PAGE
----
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Abstract. We introduce spatial and epistemic process calculi for reasoning about spatial information and knowledge distributed among the agents of a system. We introduce domaintheoretical structures to represent spatial and epistemic information. We provide operational and denotational techniques for reasoning about the potentially infinite behaviour of spatial and epistemic processes. We also give compact representations of infinite objects that can be used by processes to simulate announcements of common knowledge and global information. Introduction. Distributed systems have changed substantially in the recent past with the advent of phenomena like social networks and cloud computing. In the previous incarnation of distributed computing [16] the emphasis was on consistency, faulttolerance, resource management and related topics; these were all characterized by interaction between processes. Research proceeded along two lines: the algorithmic side which
Namespace logic: A logic for a reflective higherorder calculus
"... Abstract. In [19] it was observed that a theory like the πcalculus, dependent on a theory of names, can be closed, through a mechanism of quoting, so that (quoted) processes provide the necessary notion of names. Here we expand on this theme by examining a construction for a HennessyMilner logic c ..."
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Abstract. In [19] it was observed that a theory like the πcalculus, dependent on a theory of names, can be closed, through a mechanism of quoting, so that (quoted) processes provide the necessary notion of names. Here we expand on this theme by examining a construction for a HennessyMilner logic corresponding to an asynchronous messagepassing calculus built on a notion of quoting. Like standard HennessyMilner logics, the logic exhibits formulae corresponding to sets of processes, but a new class of formulae, corresponding to sets of names, also emerges. This feature provides for a number of interesting possible applications from security to data manipulation. Specifically, we illustrate formulae for controlling process response on ranges of names reminiscent of a (static) constraint on port access in a firewall configuration. Likewise, we exhibit formulae in a namesasdata paradigm corresponding to validation for fragment of XML Schema. 1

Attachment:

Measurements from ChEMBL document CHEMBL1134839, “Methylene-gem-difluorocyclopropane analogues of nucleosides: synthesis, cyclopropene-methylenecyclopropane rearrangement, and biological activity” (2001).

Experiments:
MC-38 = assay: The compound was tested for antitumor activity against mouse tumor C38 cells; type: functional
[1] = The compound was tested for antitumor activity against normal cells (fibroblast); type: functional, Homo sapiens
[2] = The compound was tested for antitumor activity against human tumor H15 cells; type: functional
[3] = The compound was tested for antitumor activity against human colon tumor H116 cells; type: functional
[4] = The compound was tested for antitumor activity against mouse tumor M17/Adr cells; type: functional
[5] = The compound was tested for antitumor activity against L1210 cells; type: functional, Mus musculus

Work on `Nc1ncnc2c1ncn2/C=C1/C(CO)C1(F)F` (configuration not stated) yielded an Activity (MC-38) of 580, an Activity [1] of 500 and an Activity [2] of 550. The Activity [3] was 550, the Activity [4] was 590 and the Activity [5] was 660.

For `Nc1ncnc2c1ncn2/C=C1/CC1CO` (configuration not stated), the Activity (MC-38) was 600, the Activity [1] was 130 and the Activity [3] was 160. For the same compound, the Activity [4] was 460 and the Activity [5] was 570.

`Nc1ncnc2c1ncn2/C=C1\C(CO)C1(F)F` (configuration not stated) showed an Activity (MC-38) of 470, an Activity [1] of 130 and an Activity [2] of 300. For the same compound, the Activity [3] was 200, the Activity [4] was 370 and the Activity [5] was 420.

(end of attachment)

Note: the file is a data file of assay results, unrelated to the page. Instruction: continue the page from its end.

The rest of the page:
Policybased Coordination in PAGODA:
"... PAGODA (Policy And GOal Based Distributed Autonomy) is a modular architecture for specifying and prototyping autonomous systems. A PAGODA node (agent) interacts with its environment by sensing and affecting, driven by goals to achieve and constrained by policies. A PAGODA system is a collection of P ..."
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PAGODA (Policy And GOal Based Distributed Autonomy) is a modular architecture for specifying and prototyping autonomous systems. A PAGODA node (agent) interacts with its environment by sensing and affecting, driven by goals to achieve and constrained by policies. A PAGODA system is a collection of PAGODA nodes cooperating to achieve some mutual goal. This paper describes a specification of PAGODA using the Russian Dolls model of policybased coordination. In PAGODA there are two forms of coordination: local and global. Local coordination is used to compose the components of a PAGODA node. The local coordinator is concerned with ensuring component level synchronization constraints, cross component message ordering constraints, routing of notifications, and interaction with the external world. The global coordinator is concerned with dissemination of information, negotiation of responsibilities, and synchronization of activities. Requirements for a PAGODA node coordinator are given and an example set of policies is specified. Principles for showing that the policies satisfy the requirements are discussed as a first step toward a logic of policybased coordination. Development of a distributed coordinator is the subject of ongoing work. Some challenges and possible solutions are discussed.